Milos Krofta was born in Ljubljana, capital city of Slovenia, on July 23, 1912. The region was part of the Austro-Hungarian Empire, which became Yugoslavia after World War I. In 1992, the beautiful, partially alpine territory finally obtained its independence.
While he was in high school, Dr. Krofta decided to study mechanical engineering. He completed his bachelor of science degree in mechanical engineering in Ljubljana and continued his studies in Prague, Czechoslovakia. In 1934, at age 22, he was the youngest engineering graduate in the history of the school. In Fall of that year, he began his specialization at the University for Paper Engineering in Darmstadt, West Germany. While in Prague, Dr. Krofta met his future wife, Maria Hybler. They married in 1937. The following year, he obtained his doctorate in papermaking technology.
Because Dr. Krofta’s father and uncle were financially involved in three paper mills, there was no question about his future employment, and he went to work in the largest of the mills in Yugoslavia. When Austria became part of Nazi Germany, most of the Austrians employed in Yugoslavia returned to their homeland, including the general manager of the Vevce Paper Mill where Dr. Krofta served as his assistant. Under this situation, Dr. Krofta became the general manager of all three mills at age 26. With World War I1 on the horizon, the demand for all materials and goods was so great that the mills were producing 150 tons a day — half the total demand of the entire country.
In 1941, the war reached Yugoslavia. Slovenia was split in two, with the Germans taking the north, including two of the Krofta factories, and the Italians capturing the south, where the larger mill was located. The Germans dismantled the two smaller mills, loaded the managers and workers into boxcars and transported them to Serbia. The large mill in Vevce, where Dr. Krofta remained in command, was under Italian occupation, and the region was declared the Italian Province of Ljubljana
When Italy fell in 1943, the Germans took Vevce. As one of the largest employers in the country, Dr. Krofta fought to preserve jobs and save his workers from the camps. At the end of the war in 1945, the mill was confiscated by the communists. In July, Dr. Krofta learned that he was to be arrested as a capitalist enemy of the people. Within a few hours, he decided to leave with a devoted employee, and they drove 70 miles in the only charcoal powered car to Trieste, which was under English military rule. Dr. Krofta, his wife, and two small daughters were reunited six months later.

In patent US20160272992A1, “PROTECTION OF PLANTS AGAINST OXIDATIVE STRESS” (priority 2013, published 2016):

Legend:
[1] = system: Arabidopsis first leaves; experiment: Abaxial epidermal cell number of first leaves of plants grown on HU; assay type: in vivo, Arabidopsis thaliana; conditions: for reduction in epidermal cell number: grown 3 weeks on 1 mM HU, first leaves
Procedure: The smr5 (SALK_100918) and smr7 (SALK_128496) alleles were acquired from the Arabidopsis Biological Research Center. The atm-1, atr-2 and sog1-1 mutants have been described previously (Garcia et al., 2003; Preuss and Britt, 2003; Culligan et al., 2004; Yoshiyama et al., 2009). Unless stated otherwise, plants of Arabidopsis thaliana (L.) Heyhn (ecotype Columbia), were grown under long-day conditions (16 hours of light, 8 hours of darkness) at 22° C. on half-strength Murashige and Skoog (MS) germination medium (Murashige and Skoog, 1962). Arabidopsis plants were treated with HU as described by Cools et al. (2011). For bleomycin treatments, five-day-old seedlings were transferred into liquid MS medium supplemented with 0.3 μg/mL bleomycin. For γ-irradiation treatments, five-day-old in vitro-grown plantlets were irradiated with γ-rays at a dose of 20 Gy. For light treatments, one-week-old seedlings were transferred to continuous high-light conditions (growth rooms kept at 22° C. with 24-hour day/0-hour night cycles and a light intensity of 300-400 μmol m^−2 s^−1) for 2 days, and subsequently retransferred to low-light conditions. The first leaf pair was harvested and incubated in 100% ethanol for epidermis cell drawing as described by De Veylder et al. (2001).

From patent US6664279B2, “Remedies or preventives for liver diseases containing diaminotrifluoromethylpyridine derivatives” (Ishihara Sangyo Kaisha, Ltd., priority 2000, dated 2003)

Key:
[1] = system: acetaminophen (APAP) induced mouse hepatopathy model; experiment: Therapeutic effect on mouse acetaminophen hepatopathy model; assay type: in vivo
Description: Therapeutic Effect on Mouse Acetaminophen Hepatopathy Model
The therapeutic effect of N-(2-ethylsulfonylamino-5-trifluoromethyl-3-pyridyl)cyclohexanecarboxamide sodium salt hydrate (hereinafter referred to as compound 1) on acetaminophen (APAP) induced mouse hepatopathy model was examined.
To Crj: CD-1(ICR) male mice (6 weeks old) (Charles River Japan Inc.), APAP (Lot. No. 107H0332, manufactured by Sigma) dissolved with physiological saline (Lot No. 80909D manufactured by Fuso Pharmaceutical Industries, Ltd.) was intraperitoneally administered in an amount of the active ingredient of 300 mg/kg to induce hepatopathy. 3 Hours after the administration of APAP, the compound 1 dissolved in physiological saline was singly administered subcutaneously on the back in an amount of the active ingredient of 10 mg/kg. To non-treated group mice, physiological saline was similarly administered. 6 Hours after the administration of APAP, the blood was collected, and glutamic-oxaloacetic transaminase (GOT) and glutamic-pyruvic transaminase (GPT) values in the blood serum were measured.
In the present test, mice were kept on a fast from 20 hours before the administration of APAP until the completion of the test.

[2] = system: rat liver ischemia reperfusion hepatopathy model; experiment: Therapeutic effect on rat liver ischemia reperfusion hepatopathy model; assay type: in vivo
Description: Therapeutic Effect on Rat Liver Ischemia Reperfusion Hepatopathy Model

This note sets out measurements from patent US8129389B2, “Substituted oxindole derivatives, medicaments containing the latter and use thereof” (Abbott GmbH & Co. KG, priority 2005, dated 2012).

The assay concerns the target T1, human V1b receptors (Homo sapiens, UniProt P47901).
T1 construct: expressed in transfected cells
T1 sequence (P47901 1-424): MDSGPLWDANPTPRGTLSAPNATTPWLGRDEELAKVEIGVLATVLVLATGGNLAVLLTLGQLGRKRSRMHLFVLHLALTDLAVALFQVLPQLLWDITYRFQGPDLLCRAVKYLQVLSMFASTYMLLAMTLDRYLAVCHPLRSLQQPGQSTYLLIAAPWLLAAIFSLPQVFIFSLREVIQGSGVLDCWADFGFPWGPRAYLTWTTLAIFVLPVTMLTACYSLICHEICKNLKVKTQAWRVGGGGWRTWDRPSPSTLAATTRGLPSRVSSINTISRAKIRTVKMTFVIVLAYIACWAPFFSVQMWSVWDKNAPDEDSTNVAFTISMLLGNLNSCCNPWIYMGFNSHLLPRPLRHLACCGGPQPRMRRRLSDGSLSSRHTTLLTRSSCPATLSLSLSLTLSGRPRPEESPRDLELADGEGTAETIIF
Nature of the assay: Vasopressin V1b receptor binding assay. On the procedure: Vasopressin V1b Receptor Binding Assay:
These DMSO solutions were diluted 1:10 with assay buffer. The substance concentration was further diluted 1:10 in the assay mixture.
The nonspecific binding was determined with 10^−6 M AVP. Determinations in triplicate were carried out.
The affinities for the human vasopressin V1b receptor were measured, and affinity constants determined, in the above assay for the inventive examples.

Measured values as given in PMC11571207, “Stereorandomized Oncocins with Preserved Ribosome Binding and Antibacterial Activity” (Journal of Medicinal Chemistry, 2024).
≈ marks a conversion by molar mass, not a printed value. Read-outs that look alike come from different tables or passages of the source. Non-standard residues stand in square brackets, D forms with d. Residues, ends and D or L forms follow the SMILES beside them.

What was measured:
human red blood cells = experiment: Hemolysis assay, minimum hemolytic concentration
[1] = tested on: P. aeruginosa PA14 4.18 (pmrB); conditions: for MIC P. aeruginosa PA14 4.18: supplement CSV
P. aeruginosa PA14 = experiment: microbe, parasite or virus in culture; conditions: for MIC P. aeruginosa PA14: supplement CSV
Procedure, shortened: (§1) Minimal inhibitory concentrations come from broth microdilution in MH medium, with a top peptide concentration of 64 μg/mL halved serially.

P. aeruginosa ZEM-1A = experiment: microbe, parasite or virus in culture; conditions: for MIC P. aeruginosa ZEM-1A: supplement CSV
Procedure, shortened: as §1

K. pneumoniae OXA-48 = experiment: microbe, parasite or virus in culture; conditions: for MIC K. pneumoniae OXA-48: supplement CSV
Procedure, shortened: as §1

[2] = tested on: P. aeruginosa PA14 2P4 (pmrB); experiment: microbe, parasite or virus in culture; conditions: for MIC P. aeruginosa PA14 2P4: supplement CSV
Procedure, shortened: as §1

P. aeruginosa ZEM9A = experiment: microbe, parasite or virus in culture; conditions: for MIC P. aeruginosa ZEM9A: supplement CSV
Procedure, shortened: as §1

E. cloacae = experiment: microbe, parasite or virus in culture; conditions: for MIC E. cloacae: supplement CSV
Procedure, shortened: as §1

For six years, Dr. Krofta operated successfully as a consultant in Switzerland and Italy. In 1951, when the war in Korea erupted and the Italian Communist Party made great political gains, the Kroftas immigrated to the United States.
During his managerial years in the Vevce Paper Mill, Dr. Krofta contemplated ways of reducing fiber loss, which then was not considered important. Because he believed fiber loss was substantial and pollution excessive, he began studying how to build more efficient equipment.
Dr. Krofta was an early and ardent advocate of water reuse and zero discharge. Starting in 1960, he built installations based on the dissolved air flotation principle. After several successful installations, he proved the advantages of his system. He promoted further sales through newly-founded offices in several countries. The reuse of wastewater was greatly facilitated by installing his patented flotation units, which at the same time protected the environment and reduced almost totally the use of fresh water. Nearly 3,000 Krofta flotation savealls and clarifiers are operating around the world. The principle of flotation combined with filtration is also applicable for potable water in many other industries.
Dr. Krofta was the founder of Krofta Engineering Corporation, Krofta Waters, Inc., and Lenox Institute for Water Technology, a nonprofit research and educational institution. Through his personal effort and sacrifice, combined with his leadership capabilities, he built the worldwide Krofta organization, which began as a one-man operation in 1947. During his career, Dr. Krofta published over 400 technical reports and papers and has more than 60 U.S. and foreign patents to his credit.
Dr. Krofta, a TAPPI Fellow, was also a Professional Engineer in N.E. States, and Diplomat of Academy of Environmental Engineers. He was a member of American Water Works Association, and American Society of Mechanical Engineers, and was active with the American Society of Testing Materials. He received the Five-Star Award from Pollution Engineering Magazine in 1982.
Dr. Krofta worked full time, seven days a week, until his death in 2002. He is survived by his wife, Maria, who resides in Lenox, Massachusetts.